Burkina Faso sounds like a girl's name--and maybe somewhere it is--but it's also the Land of the Upright People, a small country in West Africa. Nestled snugly amid such better-known neighbors as Ghana, Cote d'ivoire, Mali, Togo, Niger, and Benin, Burkina Faso is home to the Burkinabe people and, for the last two years, Shannon Wachter. A glance at the World Almanac could tell you much about the country's people, history, and land, but all it offers are statistics. As any traveler can tell you, to truly know a place, you have to live there. A good way to learn about Burkina Faso is to ask Wachter.
Wachter, who moved to St. Marys when she was nine years old, now lives and teaches in a small village in the southern part of Burkina Faso, 45 minutes from the nearest city. Her home is constructed of dirt bricks and cement, and she has neither electricity nor running water. But what she misses most-- after the requisite “friends and family” answer-- is the variety that America offers, in everything from clothes to food.
“I eat pretty much the same thing every day,” she said, referring to her dish of pasta with sauce.
While teaching may be her primary assignment, she puts equal effort into integrating with her local community and collaborating on projects with other volunteers.
“You have to be motivated and understanding of cultural differences. Being able to go with the flow is also an important trait to have when volunteering in the Peace Corps. There are lots of ups and downs,” she said.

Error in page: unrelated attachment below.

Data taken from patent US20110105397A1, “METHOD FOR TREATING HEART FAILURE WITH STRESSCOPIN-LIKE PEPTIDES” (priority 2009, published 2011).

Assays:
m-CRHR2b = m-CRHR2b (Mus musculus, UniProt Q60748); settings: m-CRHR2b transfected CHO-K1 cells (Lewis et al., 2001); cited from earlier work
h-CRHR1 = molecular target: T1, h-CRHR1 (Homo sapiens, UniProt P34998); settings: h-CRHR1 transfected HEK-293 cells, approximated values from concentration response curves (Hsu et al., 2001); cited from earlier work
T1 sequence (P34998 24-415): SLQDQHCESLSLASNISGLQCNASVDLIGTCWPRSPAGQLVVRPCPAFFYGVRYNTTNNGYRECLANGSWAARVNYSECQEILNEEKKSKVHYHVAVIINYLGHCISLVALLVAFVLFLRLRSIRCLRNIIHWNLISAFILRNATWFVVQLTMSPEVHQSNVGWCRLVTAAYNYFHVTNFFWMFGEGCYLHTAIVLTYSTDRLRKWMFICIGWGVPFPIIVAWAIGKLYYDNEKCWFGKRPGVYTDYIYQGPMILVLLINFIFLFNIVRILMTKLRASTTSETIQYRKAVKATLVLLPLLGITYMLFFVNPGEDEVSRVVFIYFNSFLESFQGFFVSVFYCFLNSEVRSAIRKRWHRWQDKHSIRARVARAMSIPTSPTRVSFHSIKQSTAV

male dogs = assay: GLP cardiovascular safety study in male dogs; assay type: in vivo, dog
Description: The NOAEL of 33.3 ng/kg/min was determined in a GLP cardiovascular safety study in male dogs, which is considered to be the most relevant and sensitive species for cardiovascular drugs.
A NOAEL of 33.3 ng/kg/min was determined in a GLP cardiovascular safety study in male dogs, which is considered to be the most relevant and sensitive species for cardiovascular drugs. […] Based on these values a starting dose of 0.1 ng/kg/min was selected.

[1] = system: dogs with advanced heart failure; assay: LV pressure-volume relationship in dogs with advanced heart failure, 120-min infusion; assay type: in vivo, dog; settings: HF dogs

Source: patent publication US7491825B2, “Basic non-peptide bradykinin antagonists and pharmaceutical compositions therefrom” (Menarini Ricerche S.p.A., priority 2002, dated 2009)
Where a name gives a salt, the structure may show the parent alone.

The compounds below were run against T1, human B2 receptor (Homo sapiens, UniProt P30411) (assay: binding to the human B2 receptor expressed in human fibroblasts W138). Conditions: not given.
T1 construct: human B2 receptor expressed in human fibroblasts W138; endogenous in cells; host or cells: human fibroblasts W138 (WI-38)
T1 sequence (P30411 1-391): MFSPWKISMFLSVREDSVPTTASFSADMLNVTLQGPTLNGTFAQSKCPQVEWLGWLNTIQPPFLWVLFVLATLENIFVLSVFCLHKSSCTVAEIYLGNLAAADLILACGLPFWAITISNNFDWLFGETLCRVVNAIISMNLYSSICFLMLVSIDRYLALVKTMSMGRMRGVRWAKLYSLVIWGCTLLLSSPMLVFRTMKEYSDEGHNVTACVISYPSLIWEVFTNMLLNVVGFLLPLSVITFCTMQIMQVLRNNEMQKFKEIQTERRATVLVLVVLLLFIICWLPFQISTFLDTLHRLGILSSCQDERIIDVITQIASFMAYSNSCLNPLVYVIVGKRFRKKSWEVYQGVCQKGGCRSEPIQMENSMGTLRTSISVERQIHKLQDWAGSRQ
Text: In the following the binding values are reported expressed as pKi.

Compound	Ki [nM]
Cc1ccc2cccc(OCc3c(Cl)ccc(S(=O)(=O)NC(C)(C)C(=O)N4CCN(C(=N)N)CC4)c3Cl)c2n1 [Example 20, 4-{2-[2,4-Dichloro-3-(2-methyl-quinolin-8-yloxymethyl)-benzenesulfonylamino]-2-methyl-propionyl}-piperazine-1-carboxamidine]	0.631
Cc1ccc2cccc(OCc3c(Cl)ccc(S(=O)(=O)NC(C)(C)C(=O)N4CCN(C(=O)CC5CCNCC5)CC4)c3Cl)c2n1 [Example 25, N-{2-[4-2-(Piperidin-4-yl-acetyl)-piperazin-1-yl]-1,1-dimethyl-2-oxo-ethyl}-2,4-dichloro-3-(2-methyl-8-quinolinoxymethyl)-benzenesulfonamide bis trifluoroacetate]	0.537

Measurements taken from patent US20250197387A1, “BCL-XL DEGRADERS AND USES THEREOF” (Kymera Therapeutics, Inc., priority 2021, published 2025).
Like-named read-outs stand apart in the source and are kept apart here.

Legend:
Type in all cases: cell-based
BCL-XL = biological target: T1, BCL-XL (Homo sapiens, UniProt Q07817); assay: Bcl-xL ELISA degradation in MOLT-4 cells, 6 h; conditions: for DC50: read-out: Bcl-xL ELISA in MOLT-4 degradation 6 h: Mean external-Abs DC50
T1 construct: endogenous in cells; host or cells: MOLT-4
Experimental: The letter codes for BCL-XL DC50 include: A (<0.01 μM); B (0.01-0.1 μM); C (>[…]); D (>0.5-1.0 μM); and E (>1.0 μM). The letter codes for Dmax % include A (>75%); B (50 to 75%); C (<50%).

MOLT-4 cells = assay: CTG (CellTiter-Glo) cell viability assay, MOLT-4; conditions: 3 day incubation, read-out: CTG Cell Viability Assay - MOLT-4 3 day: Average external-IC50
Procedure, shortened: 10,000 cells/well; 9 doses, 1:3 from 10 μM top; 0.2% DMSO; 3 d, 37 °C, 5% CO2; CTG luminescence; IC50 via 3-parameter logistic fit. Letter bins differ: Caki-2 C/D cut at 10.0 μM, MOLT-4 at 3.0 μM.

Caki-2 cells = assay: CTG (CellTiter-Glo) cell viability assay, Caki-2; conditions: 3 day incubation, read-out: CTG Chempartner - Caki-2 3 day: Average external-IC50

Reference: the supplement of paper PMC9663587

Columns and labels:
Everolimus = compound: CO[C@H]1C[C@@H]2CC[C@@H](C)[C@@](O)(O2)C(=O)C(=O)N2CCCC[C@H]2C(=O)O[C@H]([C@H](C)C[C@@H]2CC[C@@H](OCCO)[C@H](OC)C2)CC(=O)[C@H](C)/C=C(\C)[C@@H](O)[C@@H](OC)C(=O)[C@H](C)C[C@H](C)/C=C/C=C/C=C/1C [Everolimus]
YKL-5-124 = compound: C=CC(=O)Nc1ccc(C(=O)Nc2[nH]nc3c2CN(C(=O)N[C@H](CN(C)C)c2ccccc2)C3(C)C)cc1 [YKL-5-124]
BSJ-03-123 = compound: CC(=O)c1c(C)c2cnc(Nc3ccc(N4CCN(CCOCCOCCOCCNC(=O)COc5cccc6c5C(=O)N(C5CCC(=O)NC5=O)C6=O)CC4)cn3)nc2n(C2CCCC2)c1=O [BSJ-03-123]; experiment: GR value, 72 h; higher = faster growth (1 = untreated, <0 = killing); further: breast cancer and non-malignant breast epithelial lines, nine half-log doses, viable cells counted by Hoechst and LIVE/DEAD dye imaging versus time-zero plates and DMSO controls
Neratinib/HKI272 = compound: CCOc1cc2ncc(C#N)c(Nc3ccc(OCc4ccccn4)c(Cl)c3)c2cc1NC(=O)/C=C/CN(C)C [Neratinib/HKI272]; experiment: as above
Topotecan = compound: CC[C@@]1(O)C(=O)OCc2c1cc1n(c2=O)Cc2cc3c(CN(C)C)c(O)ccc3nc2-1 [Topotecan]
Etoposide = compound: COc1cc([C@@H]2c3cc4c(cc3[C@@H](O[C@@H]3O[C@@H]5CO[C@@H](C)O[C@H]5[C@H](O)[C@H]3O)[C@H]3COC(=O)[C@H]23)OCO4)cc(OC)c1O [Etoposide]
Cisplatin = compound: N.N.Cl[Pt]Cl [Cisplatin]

There are few rules and little structure to her current life, but as with her living situation, the simplicity proved to be a difficulty when she started.
“There is a lot of time for me to sit or lounge and ponder away at life’s mysteries,” Wachter said.
But Wachter has involved herself in a peer support network for other Peace Corps volunteers in Burkina Faso, as well as finding time to travel.
“This is my first time outside North America,” she said. “Who can say that their first major trip outside the U.S. was to Africa for two years -- with the Peace Corps, learning French and Dagara, teaching biology, and living without electricity and running water? That is…a pretty awesome experience.”
So awesome, in fact, that Wachter will be extending her contract for another year so she can work at a government-run nutrition center.
“I’m doing a third year because I really like the international aid-type environment,” Wachter said.
More than that though, she loves the “open friendliness” of the people.
"I can't even tell you how many times people have just handed me their kids," she said.
And the children, alternately curious about and frightened by her pale skin, love to spend hours with her. But it's not just Burkinabe that Wachter has met and with whom she has become friends; there are also numerous tourists, expatriates, and other Peace Corps volunteers. There are so many cultures, so many languages, and so many stories that one could spend years there and never grow bored. Besides, where else would she have the opportunity to sit in a van with 20 other people and a full-grown cow tied to the roof?